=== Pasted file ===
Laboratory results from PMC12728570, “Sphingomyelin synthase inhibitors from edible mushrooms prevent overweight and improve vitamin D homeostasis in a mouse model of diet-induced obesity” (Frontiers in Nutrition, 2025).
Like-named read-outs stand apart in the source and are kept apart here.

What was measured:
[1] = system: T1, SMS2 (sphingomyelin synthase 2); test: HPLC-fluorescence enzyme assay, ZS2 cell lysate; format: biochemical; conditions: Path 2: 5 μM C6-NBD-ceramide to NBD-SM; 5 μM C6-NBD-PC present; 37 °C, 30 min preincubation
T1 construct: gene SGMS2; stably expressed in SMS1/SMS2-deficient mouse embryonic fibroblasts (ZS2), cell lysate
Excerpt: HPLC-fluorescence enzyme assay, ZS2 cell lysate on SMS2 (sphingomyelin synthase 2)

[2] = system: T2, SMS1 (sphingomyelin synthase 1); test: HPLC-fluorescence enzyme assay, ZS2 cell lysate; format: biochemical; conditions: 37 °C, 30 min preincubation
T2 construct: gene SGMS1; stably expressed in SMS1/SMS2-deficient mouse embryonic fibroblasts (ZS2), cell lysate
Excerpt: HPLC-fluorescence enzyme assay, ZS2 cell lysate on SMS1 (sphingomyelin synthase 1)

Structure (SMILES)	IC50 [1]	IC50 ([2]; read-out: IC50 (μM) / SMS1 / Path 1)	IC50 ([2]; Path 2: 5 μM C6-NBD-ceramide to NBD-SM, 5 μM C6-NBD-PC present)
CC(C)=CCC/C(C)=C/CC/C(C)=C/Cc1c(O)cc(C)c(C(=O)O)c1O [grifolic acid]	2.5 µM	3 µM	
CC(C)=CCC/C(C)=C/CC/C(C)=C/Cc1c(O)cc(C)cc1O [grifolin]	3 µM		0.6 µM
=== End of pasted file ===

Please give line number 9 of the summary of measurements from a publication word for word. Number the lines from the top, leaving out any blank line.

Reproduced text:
Excerpt: HPLC-fluorescence enzyme assay, ZS2 cell lysate on SMS1 (sphingomyelin synthase 1)